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Senegal Scaling Solar tender produces one of the lowest electricity costs in Africa


In Dakar:
Lawrence Henri Christian Mensah
Phone: +25 420 293 7305
Email: lmensah@ifc.org

In  Washington, D.C.
Geoffrey Keele
Phone: +1 202 458 0945
E-mail: gkeele@ifc.org


Dakar, Senegal, April 10, 2018 – The World Bank Group’s Scaling Solar program, designed to help remove obstacles to developing large-scale solar power in developing countries, has set a new benchmark in Senegal resulting in two bids that will produce electricity for under 4 Euro cents (roughly 5 US cents) per kilowatt hour. The deal will provide one of the cheapest sources of electricity in Sub-Saharan Africa.

On Thursday, Senegal’s Electricity Sector Regulatory Commission (CRSE) announced the winner of the program’s competitive auction to develop two utility-scale solar plants with a total capacity of 60MWac. ENGIE/MERIDIAM was awarded both projects with bids to produce solar power at just 3.80 Euro cents per kilowatt hour for the solar plant located in Kahone and 3.98 Euro cents per kilowatt hour for the solar plant located in Touba.

Once the plants are built, this will constitute Senegal’s cheapest utility energy source, helping the government meet the objectives of the “Plan Senegal Emergent” by drawing on an abundant renewable resource.

“In Senegal, Scaling Solar once again demonstrates that this innovative approach brings together the IFC and the World Bank, investors, and governments in a transparent, streamlined, and competitive process. The result is great deals for consumers,” said Philippe Le Houérou, IFC’s CEO. “Scaling Solar is the poster child for creating markets for clean and affordable energy for Africa.”

The World Bank Group designed and helped CRSE run the tender, which led to 14 bids for the two projects from eight bidders. This success follows the first Scaling Solar auction in Zambia, which had delivered a ground-breaking 6.015 US cent tariff, the lowest tariff in Sub-Saharan Africa at the time.  

Scaling Solar is now developing over 1 gigawatt of solar power in partnership with four African countries – Zambia, Ethiopia, Madagascar and Senegal. In addition, the program is expanding to new regions with countries in Asia, Latin America, and the Middle East in discussions to join Scaling Solar.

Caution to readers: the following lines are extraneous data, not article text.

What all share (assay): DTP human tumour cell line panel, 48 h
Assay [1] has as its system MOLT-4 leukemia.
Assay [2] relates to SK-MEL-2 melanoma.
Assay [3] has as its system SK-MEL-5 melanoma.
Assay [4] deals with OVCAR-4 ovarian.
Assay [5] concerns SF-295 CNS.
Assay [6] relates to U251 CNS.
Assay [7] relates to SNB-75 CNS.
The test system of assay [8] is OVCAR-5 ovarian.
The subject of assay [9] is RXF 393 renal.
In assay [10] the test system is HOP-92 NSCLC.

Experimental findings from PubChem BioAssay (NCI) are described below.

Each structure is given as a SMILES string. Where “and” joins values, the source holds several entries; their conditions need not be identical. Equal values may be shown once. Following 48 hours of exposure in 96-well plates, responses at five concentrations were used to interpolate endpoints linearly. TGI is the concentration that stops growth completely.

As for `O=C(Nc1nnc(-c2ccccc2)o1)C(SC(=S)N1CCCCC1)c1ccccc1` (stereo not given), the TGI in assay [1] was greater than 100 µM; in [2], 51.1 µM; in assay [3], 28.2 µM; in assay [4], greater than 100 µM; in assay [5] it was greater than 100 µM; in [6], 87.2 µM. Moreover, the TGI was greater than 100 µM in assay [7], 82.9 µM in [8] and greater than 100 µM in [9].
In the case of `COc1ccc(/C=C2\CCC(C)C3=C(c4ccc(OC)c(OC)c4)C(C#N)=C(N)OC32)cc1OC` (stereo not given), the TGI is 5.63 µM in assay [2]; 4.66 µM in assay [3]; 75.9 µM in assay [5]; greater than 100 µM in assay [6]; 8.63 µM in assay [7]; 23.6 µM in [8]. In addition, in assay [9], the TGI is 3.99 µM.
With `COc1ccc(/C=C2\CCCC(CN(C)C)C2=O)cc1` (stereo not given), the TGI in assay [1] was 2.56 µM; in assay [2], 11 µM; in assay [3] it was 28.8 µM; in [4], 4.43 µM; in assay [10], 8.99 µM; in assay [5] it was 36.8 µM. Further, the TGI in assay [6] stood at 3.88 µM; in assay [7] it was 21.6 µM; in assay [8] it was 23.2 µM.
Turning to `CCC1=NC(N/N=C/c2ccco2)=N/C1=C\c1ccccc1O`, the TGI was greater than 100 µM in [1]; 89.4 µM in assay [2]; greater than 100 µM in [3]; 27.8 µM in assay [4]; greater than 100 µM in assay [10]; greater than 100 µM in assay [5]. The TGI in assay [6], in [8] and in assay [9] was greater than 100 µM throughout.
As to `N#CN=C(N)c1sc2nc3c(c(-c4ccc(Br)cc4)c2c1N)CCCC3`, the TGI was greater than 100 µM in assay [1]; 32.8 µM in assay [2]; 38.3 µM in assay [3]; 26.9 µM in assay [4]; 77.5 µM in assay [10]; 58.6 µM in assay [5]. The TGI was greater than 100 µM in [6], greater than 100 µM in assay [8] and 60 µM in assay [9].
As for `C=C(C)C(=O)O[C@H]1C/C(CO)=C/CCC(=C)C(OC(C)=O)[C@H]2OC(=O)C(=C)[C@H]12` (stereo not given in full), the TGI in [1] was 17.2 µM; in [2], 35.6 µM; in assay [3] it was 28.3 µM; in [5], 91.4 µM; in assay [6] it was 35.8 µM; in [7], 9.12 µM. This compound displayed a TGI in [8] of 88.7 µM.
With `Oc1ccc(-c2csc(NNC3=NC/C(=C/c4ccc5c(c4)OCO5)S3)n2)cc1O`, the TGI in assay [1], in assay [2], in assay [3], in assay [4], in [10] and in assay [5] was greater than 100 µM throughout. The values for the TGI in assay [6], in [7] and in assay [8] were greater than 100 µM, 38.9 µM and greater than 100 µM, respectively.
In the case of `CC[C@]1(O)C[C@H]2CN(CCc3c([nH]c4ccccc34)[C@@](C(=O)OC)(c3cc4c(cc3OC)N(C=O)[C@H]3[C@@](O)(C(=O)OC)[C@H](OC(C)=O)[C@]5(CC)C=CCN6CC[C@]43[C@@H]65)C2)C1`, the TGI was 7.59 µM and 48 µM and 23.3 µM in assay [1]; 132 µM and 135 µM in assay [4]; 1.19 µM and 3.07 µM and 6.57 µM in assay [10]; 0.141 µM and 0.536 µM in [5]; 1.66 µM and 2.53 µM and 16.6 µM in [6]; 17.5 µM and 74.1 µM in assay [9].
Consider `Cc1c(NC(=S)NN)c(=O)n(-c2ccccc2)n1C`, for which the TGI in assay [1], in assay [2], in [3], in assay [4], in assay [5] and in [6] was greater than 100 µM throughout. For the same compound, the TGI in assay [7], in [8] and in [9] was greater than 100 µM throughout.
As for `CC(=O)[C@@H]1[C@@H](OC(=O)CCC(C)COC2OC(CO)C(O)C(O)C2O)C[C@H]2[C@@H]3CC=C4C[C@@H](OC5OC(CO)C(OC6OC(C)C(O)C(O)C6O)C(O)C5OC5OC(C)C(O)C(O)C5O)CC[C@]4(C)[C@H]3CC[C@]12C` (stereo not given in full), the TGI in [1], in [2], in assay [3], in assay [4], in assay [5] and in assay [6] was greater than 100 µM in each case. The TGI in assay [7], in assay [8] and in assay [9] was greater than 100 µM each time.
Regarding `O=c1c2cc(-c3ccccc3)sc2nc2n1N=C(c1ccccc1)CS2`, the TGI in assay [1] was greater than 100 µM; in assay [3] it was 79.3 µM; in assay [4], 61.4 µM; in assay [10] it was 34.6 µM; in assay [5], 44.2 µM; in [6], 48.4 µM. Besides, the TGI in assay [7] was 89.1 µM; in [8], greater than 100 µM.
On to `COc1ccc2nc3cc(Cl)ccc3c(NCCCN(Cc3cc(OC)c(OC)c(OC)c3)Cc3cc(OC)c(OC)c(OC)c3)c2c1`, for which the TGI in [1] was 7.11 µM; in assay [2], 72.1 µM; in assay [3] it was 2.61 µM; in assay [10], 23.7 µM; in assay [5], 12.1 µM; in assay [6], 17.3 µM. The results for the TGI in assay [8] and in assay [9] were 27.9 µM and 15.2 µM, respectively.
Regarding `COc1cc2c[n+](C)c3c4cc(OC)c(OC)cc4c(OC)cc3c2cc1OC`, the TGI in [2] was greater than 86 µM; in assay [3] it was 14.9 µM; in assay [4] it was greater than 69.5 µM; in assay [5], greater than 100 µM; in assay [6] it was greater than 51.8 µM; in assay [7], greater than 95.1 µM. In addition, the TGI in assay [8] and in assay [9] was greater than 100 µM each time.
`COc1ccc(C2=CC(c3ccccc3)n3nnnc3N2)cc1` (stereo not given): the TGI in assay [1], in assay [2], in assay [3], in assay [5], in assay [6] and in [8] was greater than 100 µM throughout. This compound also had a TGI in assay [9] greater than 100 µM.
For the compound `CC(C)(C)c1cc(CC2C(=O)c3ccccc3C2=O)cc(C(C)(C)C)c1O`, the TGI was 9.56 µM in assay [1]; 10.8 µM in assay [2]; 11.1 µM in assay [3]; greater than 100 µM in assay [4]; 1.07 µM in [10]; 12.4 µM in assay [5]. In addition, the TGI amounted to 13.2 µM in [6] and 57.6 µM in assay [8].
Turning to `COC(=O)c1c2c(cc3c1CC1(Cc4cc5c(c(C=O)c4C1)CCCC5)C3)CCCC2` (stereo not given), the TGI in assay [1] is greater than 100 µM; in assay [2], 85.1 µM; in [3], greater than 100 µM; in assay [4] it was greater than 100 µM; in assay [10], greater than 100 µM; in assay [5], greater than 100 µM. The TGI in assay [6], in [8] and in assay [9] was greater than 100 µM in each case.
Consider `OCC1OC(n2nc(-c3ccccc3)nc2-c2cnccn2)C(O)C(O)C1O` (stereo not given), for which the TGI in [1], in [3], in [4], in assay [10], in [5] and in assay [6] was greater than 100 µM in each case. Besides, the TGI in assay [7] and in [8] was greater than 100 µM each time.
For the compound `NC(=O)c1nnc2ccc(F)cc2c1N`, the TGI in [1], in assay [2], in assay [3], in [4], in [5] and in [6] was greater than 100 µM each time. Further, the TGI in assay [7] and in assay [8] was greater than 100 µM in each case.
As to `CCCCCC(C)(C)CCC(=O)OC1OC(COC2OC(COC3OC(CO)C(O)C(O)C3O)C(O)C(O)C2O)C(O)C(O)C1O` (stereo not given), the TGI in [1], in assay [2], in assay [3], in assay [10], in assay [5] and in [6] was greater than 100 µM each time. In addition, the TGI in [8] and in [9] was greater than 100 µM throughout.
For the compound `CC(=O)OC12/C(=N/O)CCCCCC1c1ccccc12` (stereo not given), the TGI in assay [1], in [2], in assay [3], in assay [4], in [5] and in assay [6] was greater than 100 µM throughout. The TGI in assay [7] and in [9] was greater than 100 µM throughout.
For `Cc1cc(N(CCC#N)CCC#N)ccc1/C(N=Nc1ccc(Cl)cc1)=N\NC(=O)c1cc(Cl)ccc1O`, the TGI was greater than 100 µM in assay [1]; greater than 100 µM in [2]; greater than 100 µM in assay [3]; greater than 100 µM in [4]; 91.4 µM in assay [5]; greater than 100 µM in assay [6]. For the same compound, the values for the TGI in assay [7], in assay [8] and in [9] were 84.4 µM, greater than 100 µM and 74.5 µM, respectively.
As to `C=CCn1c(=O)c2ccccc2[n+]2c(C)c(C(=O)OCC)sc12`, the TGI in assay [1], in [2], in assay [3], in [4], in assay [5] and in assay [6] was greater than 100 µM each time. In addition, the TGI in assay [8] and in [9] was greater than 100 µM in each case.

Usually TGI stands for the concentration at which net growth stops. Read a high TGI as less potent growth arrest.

About Scaling Solar

Scaling Solar is a World Bank Group solution that makes it easier for governments to quickly procure and develop large-scale solar projects with private financing. It includes a ‘one-stop shop package of technical assistance, templated documents, pre-approved financing, insurance products, and guarantees. Scaling Solar has financing support of USAID’s Power Africa, the Private Infrastructure Development Group company, DevCo, the Ministry of Foreign Affairs of the Netherlands, the Ministry of Foreign Affairs of Denmark, and the UK Department for International Development. The Scaling Solar project in Senegal also received generous support from The Rockefeller Foundation. For more information, please visit www.scalingsolar.org

About the World Bank Group

The World Bank Group plays a key role in the global effort to end extreme poverty and boost shared prosperity. It consists of five institutions: the World Bank, including the International Bank for Reconstruction and Development (IBRD) and the International Development Association (IDA); the International Finance Corporation (IFC); the Multilateral Investment Guarantee Agency (MIGA), and the

International Centre for Settlement of Investment Disputes (ICSID). Working together in more than 100 countries, these institutions provide financing, advice, and other solutions that enable countries to address the most urgent challenges of development. For more information, please visit www.worldbank.org, www.miga.org, and ifc.org.